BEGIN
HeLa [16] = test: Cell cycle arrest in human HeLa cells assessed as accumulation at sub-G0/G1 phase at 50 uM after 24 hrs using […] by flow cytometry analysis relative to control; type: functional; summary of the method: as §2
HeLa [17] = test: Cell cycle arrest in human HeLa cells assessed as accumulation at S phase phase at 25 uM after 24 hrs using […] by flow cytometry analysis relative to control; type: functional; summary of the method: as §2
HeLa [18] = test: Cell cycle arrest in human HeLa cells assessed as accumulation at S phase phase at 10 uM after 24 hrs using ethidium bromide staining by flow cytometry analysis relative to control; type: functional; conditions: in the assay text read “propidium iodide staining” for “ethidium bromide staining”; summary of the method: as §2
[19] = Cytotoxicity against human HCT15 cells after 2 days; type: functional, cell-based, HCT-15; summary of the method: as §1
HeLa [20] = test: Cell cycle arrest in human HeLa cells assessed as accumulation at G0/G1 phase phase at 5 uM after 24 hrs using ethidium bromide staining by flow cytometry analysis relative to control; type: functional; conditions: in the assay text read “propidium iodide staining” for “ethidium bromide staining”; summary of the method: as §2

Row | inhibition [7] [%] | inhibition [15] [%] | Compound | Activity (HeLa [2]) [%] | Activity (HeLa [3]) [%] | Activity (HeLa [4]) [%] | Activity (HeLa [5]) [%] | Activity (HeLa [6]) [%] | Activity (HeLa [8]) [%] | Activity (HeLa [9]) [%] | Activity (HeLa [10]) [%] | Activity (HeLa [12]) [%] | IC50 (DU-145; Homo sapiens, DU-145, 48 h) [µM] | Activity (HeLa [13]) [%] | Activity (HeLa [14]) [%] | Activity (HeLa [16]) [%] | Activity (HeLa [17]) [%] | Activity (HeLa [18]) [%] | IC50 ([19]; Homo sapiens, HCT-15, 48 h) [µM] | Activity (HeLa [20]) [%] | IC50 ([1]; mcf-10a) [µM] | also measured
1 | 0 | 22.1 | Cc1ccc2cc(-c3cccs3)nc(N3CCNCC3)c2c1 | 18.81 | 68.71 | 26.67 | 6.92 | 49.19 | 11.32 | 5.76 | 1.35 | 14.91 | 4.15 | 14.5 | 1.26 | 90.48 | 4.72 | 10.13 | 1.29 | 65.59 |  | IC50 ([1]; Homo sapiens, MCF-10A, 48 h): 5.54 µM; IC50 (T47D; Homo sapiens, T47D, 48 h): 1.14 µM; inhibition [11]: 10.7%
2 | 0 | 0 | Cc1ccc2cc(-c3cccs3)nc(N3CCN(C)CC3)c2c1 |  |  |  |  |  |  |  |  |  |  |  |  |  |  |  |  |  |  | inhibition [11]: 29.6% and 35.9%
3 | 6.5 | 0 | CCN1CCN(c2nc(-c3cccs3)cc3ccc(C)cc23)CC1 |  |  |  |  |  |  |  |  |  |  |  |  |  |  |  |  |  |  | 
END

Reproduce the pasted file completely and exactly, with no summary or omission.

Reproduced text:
HeLa [16] = test: Cell cycle arrest in human HeLa cells assessed as accumulation at sub-G0/G1 phase at 50 uM after 24 hrs using […] by flow cytometry analysis relative to control; type: functional; summary of the method: as §2
HeLa [17] = test: Cell cycle arrest in human HeLa cells assessed as accumulation at S phase phase at 25 uM after 24 hrs using […] by flow cytometry analysis relative to control; type: functional; summary of the method: as §2
HeLa [18] = test: Cell cycle arrest in human HeLa cells assessed as accumulation at S phase phase at 10 uM after 24 hrs using ethidium bromide staining by flow cytometry analysis relative to control; type: functional; conditions: in the assay text read “propidium iodide staining” for “ethidium bromide staining”; summary of the method: as §2
[19] = Cytotoxicity against human HCT15 cells after 2 days; type: functional, cell-based, HCT-15; summary of the method: as §1
HeLa [20] = test: Cell cycle arrest in human HeLa cells assessed as accumulation at G0/G1 phase phase at 5 uM after 24 hrs using ethidium bromide staining by flow cytometry analysis relative to control; type: functional; conditions: in the assay text read “propidium iodide staining” for “ethidium bromide staining”; summary of the method: as §2

Row | inhibition [7] [%] | inhibition [15] [%] | Compound | Activity (HeLa [2]) [%] | Activity (HeLa [3]) [%] | Activity (HeLa [4]) [%] | Activity (HeLa [5]) [%] | Activity (HeLa [6]) [%] | Activity (HeLa [8]) [%] | Activity (HeLa [9]) [%] | Activity (HeLa [10]) [%] | Activity (HeLa [12]) [%] | IC50 (DU-145; Homo sapiens, DU-145, 48 h) [µM] | Activity (HeLa [13]) [%] | Activity (HeLa [14]) [%] | Activity (HeLa [16]) [%] | Activity (HeLa [17]) [%] | Activity (HeLa [18]) [%] | IC50 ([19]; Homo sapiens, HCT-15, 48 h) [µM] | Activity (HeLa [20]) [%] | IC50 ([1]; mcf-10a) [µM] | also measured
1 | 0 | 22.1 | Cc1ccc2cc(-c3cccs3)nc(N3CCNCC3)c2c1 | 18.81 | 68.71 | 26.67 | 6.92 | 49.19 | 11.32 | 5.76 | 1.35 | 14.91 | 4.15 | 14.5 | 1.26 | 90.48 | 4.72 | 10.13 | 1.29 | 65.59 |  | IC50 ([1]; Homo sapiens, MCF-10A, 48 h): 5.54 µM; IC50 (T47D; Homo sapiens, T47D, 48 h): 1.14 µM; inhibition [11]: 10.7%
2 | 0 | 0 | Cc1ccc2cc(-c3cccs3)nc(N3CCN(C)CC3)c2c1 |  |  |  |  |  |  |  |  |  |  |  |  |  |  |  |  |  |  | inhibition [11]: 29.6% and 35.9%
3 | 6.5 | 0 | CCN1CCN(c2nc(-c3cccs3)cc3ccc(C)cc23)CC1 |  |  |  |  |  |  |  |  |  |  |  |  |  |  |  |  |  |  | 